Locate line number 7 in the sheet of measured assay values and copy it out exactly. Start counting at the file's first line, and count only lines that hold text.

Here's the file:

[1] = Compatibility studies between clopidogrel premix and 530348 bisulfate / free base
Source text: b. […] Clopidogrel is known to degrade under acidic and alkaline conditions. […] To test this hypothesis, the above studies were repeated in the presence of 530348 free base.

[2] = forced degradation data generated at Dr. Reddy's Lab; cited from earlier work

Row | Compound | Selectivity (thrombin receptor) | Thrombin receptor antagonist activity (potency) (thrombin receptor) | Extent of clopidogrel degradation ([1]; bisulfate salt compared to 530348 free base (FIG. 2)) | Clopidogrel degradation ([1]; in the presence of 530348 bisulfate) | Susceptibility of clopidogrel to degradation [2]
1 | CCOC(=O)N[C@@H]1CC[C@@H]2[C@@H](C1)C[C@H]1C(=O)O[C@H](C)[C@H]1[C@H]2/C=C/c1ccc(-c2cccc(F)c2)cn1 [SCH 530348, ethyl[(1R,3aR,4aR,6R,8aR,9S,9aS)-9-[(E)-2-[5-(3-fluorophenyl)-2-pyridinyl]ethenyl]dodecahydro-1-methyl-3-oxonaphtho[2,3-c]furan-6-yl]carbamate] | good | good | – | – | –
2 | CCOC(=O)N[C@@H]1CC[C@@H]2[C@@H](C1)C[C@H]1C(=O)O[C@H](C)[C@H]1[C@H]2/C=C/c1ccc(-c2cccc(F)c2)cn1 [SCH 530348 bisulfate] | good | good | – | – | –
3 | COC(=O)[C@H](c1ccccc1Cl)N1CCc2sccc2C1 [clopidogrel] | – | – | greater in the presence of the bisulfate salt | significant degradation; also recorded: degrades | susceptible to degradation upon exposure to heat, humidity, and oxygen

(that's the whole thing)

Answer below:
3 | COC(=O)[C@H](c1ccccc1Cl)N1CCc2sccc2C1 [clopidogrel] | – | – | greater in the presence of the bisulfate salt | significant degradation; also recorded: degrades | susceptible to degradation upon exposure to heat, humidity, and oxygen